8. For The Gilded Palace of Sin cover shoot, Parsons ordered custom-made Nudie Cohn suits for the entire band.
Bedazzled images of pills, weed and nude women adorned Parsons’ now-iconic Nudie suit — as did, perhaps as counterpoint, a cross on the jacket’s back. Cohn son-in-law and head tailor Manuel Cuevas rendered the designs because Cohn’s chief embroiderer refused to stitch such salacious depictions herself. Nudie’s Rodeo Tailors had previously crafted the gold lamé suit Elvis Presley wore on the 50,000,000 Elvis Fans Can’t Be Wrong cover. According to legend, as a young child in Georgia, Parsons saw Presley perform at the Waycross Auditorium — and even got to shake hands with the star afterward, sealing his destiny. Parsons’ Gilded Palace suit is now on display in Nashville’s Country Music Hall of Fame. But it wasn’t Parsons’ first Nudie. Arriving in Los Angeles a few years prior during his International Submarine Band period, Parsons acquired a red Nudie adorned with yellow submarines. The Gilded Palace of Sin may have bombed commercially, but it turned out aces for Cohn. Nudie clients soon grew to include Janis Joplin, Sly Stone, Bob Dylan, Grateful Dead and Mick Jagger. Nudie himself even graced the cover of Rolling Stone. “Through the Burritos, I got to be kind of well-known to the rock & roll people,” Cohn, who died in 1984, once said, “and I really appreciate what they did for me along those lines.”

9. Parsons is said to have spread a rumor around L.A. that his friend Keith Richards was going to produce the Burritos’ debut, which helped pique some label interest.
“I think that’s what Gram wanted, short of being asked to join the Stones,” Hillman told Gilded Palace 33 1/3 author Bob Proehl. “But I can’t remember any promise from Keith, or even any discussion with him.” That’s not the only Parsons-Stones nebulousness. Other rumors involve his possible inspiration of or contribution to tracks like “Wild Horses” (the Burritos’ take on the Jagger-Richards ballad was released before the Stones’). Parsons famously spent time in France with Richards and the Stones during the recording of Exile on Main St. Fans love to theorize about Parsons’ involvement on Exile country cuts like “Sweet Virginia.” But latter-day Stones producer Don Was, who worked on bonus tracks for that album’s 2010 reissue, told me (as part of a 2017 LA Weekly story) there was “not a trace of Gram Parsons” to be found on all those original Exile tapes. “I was looking for that,” Was said. “Gram was at the house, but there’s nothing to indicate that he played on any of the songs or sang on anything.” Still, Parsons left a mark on the Stone. Richards told Parsons biographer Ben Fong-Torres, “Gram’s knowledge of country music was awesome,” adding, “Gram taught me an awful lot about the music.”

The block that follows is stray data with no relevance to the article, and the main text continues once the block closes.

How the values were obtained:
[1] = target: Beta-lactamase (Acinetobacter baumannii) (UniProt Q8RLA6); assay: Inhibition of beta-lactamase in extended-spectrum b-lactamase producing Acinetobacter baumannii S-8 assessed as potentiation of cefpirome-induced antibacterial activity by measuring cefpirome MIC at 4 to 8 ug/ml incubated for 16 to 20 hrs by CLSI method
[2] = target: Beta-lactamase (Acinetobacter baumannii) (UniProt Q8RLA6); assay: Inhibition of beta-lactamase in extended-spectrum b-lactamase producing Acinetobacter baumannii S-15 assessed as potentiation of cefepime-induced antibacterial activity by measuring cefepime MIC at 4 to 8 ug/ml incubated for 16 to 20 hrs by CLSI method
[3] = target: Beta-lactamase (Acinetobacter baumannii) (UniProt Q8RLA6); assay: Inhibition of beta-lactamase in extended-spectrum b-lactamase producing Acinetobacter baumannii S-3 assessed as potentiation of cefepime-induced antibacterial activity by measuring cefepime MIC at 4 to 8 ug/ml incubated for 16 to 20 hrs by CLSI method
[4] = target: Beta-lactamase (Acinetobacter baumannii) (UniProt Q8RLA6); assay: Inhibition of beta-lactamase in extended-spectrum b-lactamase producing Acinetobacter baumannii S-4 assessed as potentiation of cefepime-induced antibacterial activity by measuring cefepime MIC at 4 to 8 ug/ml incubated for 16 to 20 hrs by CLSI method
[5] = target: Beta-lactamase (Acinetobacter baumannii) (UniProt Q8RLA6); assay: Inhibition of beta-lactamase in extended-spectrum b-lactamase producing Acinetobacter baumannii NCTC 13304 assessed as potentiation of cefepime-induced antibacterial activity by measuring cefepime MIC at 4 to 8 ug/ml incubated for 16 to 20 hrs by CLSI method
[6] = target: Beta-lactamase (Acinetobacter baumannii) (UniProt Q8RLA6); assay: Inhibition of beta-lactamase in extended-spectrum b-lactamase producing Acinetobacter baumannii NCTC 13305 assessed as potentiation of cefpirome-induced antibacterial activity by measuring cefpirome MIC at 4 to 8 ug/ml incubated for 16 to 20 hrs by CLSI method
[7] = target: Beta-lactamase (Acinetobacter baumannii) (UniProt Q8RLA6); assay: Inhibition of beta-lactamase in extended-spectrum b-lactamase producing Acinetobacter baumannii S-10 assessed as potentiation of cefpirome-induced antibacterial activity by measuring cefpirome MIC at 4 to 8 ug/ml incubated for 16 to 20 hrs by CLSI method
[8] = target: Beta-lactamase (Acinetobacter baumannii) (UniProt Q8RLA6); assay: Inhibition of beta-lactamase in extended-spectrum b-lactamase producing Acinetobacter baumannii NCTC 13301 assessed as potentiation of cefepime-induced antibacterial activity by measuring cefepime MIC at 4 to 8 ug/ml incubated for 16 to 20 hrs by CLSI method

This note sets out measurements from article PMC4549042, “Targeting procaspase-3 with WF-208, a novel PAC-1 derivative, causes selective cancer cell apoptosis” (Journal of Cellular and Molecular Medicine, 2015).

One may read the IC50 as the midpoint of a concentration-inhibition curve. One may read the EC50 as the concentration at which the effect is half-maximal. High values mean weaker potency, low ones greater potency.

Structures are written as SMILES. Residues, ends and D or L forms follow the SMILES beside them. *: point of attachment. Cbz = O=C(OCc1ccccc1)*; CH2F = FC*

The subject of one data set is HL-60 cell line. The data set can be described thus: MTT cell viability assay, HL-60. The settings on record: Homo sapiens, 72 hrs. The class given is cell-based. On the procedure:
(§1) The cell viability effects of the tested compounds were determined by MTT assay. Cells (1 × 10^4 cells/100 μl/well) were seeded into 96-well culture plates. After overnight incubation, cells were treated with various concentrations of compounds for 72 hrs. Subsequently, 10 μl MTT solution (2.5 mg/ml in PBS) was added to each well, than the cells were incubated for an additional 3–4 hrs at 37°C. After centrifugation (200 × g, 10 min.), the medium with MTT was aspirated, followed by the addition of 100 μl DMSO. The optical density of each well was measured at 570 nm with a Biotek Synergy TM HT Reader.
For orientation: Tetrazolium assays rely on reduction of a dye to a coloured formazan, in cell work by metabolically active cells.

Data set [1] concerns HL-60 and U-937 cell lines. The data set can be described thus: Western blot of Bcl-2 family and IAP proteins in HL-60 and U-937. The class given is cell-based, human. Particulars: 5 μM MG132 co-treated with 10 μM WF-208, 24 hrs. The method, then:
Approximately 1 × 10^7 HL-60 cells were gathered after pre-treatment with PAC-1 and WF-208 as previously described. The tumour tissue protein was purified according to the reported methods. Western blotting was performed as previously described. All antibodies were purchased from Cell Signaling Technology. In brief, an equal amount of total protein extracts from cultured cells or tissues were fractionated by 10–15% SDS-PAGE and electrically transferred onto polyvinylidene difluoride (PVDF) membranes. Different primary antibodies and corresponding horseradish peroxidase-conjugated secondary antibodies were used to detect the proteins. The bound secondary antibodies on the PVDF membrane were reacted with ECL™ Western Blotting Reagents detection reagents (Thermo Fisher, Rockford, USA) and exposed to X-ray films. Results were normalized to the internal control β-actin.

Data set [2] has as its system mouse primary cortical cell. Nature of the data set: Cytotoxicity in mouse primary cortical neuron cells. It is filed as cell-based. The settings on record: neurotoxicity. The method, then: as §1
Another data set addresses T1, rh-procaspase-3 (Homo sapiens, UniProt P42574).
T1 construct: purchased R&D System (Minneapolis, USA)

10. The Gilded Palace of Sin cover photo of the band is believed to have been shot just miles from the Joshua Tree Inn, where Parsons died less than four years later, after an alcohol and morphine binge.
The Burritos weren’t nuts about the final cover photo. Parsons felt other images shot amid trippy desert trees looked cooler. The band had trekked out to the desert for the shoot with photographer Barry Feinstein, A&M art director Tom Wilkes and two slinky models named Suzanne and Bridget in tow. “Everybody was loaded,” Feinstein told scribe Proehl. The party happened upon a dilapidated shed, outside of which the eventual cover images were done. 

Flash forward to the early morning of September 19th, 1973. After a few days of drinking and drugging following recording sessions for his second solo album, Parsons dies inside Joshua Tree Inn’s room eight. According to Fong-Torres’ nuanced Parsons bio Hickory Wind, the musician had more than once (including at Byrds guitarist Clarence White’s funeral) expressed wishes to be cremated and his ashes spread at Joshua Tree. Parsons’ family now planned for his final resting place to be in New Orleans. In an outrageous series of events later inspiring the 2003 Johnny Knoxville film Gram Theft Parsons, the deceased singer’s former road manager Phil Kaufman and accomplices stole Gram’s body from the Los Angeles International Airport. In a friend’s borrowed black 1960 Cadillac hearse, they transported the coffin out to Joshua Tree’s Cap Rock formation. According to Fong-Torres, Kaufman placed a can of beer into the coffin, sloshed gasoline over it all and ignited the box and body. Parson’s remains would eventually be buried in Louisiana. But this country-rock lodestar had already been freed in the California desert, one last time.

Newswire

Powered by